Between 1995 and 2010 the number of Bewick’s swans making the migration from arctic Russia to northern Europe plummeted by more than a third – from 29,000 to just 18,000.
By joining the graceful birds on their migration between September and December 2016, Sacha Dench and the expedition team got to see for themselves just why so many are unable to survive the journey, with hazards including illegal hunting, an increase in power lines, and lost of their wetland habitat.
Flight of the Swans gathered first-hand evidence and information that, combined with existing research, will contribute to life-saving conservation action right along the Bewick’s migratory path.
Starting at the swans’ summer breeding grounds of high arctic Russia, paramotor pilot Sacha set out on a journey lasting 10 weeks, covering a distance of over 4,500 miles (7,000 km), at altitudes as low as 100 metres (328ft).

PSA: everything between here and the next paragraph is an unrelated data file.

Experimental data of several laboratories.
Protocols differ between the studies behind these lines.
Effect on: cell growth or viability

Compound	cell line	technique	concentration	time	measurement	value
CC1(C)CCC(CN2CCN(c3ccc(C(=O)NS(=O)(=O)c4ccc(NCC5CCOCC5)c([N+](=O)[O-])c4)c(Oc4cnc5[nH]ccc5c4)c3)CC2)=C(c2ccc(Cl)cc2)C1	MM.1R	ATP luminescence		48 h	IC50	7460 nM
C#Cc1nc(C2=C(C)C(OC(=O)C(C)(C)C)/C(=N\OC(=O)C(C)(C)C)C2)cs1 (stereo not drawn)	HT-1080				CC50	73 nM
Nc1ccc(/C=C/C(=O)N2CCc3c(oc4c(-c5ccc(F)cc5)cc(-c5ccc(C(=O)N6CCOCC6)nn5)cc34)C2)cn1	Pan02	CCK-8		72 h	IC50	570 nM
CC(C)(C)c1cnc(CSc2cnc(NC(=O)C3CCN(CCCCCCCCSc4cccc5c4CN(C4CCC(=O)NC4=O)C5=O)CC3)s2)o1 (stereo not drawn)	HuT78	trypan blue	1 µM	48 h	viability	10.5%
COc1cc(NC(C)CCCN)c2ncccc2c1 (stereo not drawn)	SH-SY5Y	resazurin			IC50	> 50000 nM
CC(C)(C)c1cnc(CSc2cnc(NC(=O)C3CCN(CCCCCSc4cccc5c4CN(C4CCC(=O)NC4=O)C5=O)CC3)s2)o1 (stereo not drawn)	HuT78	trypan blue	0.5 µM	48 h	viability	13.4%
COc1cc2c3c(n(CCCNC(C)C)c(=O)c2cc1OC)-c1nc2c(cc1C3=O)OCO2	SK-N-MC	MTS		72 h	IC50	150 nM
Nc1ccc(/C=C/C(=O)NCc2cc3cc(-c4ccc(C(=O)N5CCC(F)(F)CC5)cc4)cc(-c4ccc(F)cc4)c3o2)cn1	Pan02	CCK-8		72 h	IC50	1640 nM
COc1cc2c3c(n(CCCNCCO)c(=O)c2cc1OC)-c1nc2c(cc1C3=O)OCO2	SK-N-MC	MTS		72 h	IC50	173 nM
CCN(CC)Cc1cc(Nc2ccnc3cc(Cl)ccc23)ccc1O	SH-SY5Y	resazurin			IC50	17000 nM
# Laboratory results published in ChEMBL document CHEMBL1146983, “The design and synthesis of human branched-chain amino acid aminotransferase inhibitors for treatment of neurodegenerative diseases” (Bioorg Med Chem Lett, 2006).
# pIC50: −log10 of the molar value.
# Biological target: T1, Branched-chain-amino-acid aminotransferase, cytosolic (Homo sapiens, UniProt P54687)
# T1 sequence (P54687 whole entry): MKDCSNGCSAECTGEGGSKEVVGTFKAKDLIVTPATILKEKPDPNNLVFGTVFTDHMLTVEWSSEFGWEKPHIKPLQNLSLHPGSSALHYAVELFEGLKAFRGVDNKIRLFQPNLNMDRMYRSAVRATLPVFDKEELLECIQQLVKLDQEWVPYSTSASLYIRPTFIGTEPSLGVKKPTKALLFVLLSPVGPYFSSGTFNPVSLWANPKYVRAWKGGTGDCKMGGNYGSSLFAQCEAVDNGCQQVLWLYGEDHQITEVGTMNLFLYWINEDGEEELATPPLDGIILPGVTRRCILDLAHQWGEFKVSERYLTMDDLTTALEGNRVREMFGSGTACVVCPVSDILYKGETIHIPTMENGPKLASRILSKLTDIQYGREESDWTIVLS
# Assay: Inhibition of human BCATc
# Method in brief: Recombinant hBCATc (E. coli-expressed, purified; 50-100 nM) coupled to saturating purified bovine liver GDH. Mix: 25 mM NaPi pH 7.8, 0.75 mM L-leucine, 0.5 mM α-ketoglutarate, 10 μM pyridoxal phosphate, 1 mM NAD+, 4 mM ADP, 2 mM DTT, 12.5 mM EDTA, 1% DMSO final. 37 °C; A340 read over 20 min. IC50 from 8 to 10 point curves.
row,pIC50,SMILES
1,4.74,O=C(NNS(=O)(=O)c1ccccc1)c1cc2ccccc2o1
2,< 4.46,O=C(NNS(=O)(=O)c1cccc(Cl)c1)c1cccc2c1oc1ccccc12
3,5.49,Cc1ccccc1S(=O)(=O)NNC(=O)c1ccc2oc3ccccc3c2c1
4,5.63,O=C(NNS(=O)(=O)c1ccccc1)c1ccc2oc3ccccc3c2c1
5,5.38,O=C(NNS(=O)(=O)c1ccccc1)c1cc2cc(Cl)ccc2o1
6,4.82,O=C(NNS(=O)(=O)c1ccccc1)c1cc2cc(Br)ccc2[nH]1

The migration took her over Finland, Estonia, Latvia, Lithuania, Poland, Germany, Denmark, Netherlands, Belgium and France, before she became the first woman to cross the Channel in a paramotor on the last leg to England.
Keeping the conservationists, supporters and schools which are following the challenge up-to-date with findings was an essential part of the challenge, and so the expedition team travelled with two BGAN terminals and six IsatPhone 2 satellite phones supplied by Inmarsat so they could stay in touch, transmit reports, video and photographs and post on social media, no matter how remote their location.
For live media interviews, Sacha was able to access BGAN HDR, for superior video quality that captured the beauty and drama of her surroundings.
Sacha Dench is the Wildfowl & Wetlands Trust’s Head of Media. With four years’ paramotoring experience and eight years’ paragliding expertise, she is at home in the skies. She is also a British national free-diving champion, able to hold her breath for an astonishing 6 minutes and 22 seconds.
She was joined on the journey by an experienced team of scientists and researchers from the WWT.